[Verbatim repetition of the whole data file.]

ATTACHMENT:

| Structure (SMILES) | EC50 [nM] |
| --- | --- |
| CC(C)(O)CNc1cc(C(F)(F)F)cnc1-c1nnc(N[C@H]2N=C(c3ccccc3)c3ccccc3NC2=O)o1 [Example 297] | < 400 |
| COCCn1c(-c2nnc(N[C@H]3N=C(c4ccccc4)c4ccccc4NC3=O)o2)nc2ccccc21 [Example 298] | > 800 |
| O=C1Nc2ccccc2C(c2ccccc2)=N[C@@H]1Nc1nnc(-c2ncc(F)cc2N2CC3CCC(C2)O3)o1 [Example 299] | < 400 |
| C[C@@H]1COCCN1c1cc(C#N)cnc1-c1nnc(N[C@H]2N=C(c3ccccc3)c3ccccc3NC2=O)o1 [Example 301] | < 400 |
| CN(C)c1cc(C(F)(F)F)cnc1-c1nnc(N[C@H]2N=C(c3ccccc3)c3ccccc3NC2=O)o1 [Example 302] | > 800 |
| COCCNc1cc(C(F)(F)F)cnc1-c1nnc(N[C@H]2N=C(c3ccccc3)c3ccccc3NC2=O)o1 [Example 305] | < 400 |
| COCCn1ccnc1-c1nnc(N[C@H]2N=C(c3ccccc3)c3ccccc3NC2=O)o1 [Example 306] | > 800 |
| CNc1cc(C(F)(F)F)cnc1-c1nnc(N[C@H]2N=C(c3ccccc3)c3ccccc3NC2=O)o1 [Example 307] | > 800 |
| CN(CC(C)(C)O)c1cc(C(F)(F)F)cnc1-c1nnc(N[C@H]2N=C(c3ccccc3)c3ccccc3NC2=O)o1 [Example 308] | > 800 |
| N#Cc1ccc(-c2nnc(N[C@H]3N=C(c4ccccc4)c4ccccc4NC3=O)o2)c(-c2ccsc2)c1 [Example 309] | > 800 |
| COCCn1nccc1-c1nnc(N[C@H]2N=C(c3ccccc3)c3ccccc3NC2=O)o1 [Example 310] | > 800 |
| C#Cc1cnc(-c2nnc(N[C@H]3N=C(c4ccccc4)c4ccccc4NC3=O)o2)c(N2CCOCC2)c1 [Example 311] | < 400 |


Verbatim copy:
| Structure (SMILES) | EC50 [nM] |
| --- | --- |
| CC(C)(O)CNc1cc(C(F)(F)F)cnc1-c1nnc(N[C@H]2N=C(c3ccccc3)c3ccccc3NC2=O)o1 [Example 297] | < 400 |
| COCCn1c(-c2nnc(N[C@H]3N=C(c4ccccc4)c4ccccc4NC3=O)o2)nc2ccccc21 [Example 298] | > 800 |
| O=C1Nc2ccccc2C(c2ccccc2)=N[C@@H]1Nc1nnc(-c2ncc(F)cc2N2CC3CCC(C2)O3)o1 [Example 299] | < 400 |
| C[C@@H]1COCCN1c1cc(C#N)cnc1-c1nnc(N[C@H]2N=C(c3ccccc3)c3ccccc3NC2=O)o1 [Example 301] | < 400 |
| CN(C)c1cc(C(F)(F)F)cnc1-c1nnc(N[C@H]2N=C(c3ccccc3)c3ccccc3NC2=O)o1 [Example 302] | > 800 |
| COCCNc1cc(C(F)(F)F)cnc1-c1nnc(N[C@H]2N=C(c3ccccc3)c3ccccc3NC2=O)o1 [Example 305] | < 400 |
| COCCn1ccnc1-c1nnc(N[C@H]2N=C(c3ccccc3)c3ccccc3NC2=O)o1 [Example 306] | > 800 |
| CNc1cc(C(F)(F)F)cnc1-c1nnc(N[C@H]2N=C(c3ccccc3)c3ccccc3NC2=O)o1 [Example 307] | > 800 |
| CN(CC(C)(C)O)c1cc(C(F)(F)F)cnc1-c1nnc(N[C@H]2N=C(c3ccccc3)c3ccccc3NC2=O)o1 [Example 308] | > 800 |
| N#Cc1ccc(-c2nnc(N[C@H]3N=C(c4ccccc4)c4ccccc4NC3=O)o2)c(-c2ccsc2)c1 [Example 309] | > 800 |
| COCCn1nccc1-c1nnc(N[C@H]2N=C(c3ccccc3)c3ccccc3NC2=O)o1 [Example 310] | > 800 |
| C#Cc1cnc(-c2nnc(N[C@H]3N=C(c4ccccc4)c4ccccc4NC3=O)o2)c(N2CCOCC2)c1 [Example 311] | < 400 |